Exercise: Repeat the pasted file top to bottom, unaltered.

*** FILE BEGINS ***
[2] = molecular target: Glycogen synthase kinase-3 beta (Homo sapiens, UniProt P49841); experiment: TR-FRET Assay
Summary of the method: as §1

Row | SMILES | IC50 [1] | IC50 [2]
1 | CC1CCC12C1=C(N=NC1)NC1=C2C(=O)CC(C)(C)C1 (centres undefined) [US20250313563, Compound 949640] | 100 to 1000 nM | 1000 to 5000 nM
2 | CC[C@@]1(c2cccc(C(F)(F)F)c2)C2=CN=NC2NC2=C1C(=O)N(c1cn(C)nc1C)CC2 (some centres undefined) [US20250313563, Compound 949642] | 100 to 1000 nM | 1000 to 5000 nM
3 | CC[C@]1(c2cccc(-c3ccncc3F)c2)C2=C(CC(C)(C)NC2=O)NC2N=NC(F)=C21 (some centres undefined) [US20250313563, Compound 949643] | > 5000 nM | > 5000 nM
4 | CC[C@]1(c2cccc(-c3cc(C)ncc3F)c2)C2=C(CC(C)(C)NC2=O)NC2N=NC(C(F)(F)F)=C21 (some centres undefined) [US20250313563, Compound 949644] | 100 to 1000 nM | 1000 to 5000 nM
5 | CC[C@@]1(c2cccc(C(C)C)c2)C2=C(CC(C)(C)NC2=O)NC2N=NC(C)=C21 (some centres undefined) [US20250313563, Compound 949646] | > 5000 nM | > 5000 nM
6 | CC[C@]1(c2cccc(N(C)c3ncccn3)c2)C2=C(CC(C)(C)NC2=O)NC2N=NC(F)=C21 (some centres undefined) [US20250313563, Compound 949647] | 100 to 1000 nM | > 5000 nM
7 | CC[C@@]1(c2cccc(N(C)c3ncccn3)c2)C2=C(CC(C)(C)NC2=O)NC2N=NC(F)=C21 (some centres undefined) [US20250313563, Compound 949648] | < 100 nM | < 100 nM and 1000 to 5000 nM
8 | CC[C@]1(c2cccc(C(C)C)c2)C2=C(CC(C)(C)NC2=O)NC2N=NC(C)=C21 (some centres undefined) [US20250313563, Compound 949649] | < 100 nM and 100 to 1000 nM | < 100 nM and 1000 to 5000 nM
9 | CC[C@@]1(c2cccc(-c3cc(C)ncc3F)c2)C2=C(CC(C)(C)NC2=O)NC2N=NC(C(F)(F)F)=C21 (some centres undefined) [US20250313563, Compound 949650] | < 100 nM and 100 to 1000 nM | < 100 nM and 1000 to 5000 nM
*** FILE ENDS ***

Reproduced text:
[2] = molecular target: Glycogen synthase kinase-3 beta (Homo sapiens, UniProt P49841); experiment: TR-FRET Assay
Summary of the method: as §1

Row | SMILES | IC50 [1] | IC50 [2]
1 | CC1CCC12C1=C(N=NC1)NC1=C2C(=O)CC(C)(C)C1 (centres undefined) [US20250313563, Compound 949640] | 100 to 1000 nM | 1000 to 5000 nM
2 | CC[C@@]1(c2cccc(C(F)(F)F)c2)C2=CN=NC2NC2=C1C(=O)N(c1cn(C)nc1C)CC2 (some centres undefined) [US20250313563, Compound 949642] | 100 to 1000 nM | 1000 to 5000 nM
3 | CC[C@]1(c2cccc(-c3ccncc3F)c2)C2=C(CC(C)(C)NC2=O)NC2N=NC(F)=C21 (some centres undefined) [US20250313563, Compound 949643] | > 5000 nM | > 5000 nM
4 | CC[C@]1(c2cccc(-c3cc(C)ncc3F)c2)C2=C(CC(C)(C)NC2=O)NC2N=NC(C(F)(F)F)=C21 (some centres undefined) [US20250313563, Compound 949644] | 100 to 1000 nM | 1000 to 5000 nM
5 | CC[C@@]1(c2cccc(C(C)C)c2)C2=C(CC(C)(C)NC2=O)NC2N=NC(C)=C21 (some centres undefined) [US20250313563, Compound 949646] | > 5000 nM | > 5000 nM
6 | CC[C@]1(c2cccc(N(C)c3ncccn3)c2)C2=C(CC(C)(C)NC2=O)NC2N=NC(F)=C21 (some centres undefined) [US20250313563, Compound 949647] | 100 to 1000 nM | > 5000 nM
7 | CC[C@@]1(c2cccc(N(C)c3ncccn3)c2)C2=C(CC(C)(C)NC2=O)NC2N=NC(F)=C21 (some centres undefined) [US20250313563, Compound 949648] | < 100 nM | < 100 nM and 1000 to 5000 nM
8 | CC[C@]1(c2cccc(C(C)C)c2)C2=C(CC(C)(C)NC2=O)NC2N=NC(C)=C21 (some centres undefined) [US20250313563, Compound 949649] | < 100 nM and 100 to 1000 nM | < 100 nM and 1000 to 5000 nM
9 | CC[C@@]1(c2cccc(-c3cc(C)ncc3F)c2)C2=C(CC(C)(C)NC2=O)NC2N=NC(C(F)(F)F)=C21 (some centres undefined) [US20250313563, Compound 949650] | < 100 nM and 100 to 1000 nM | < 100 nM and 1000 to 5000 nM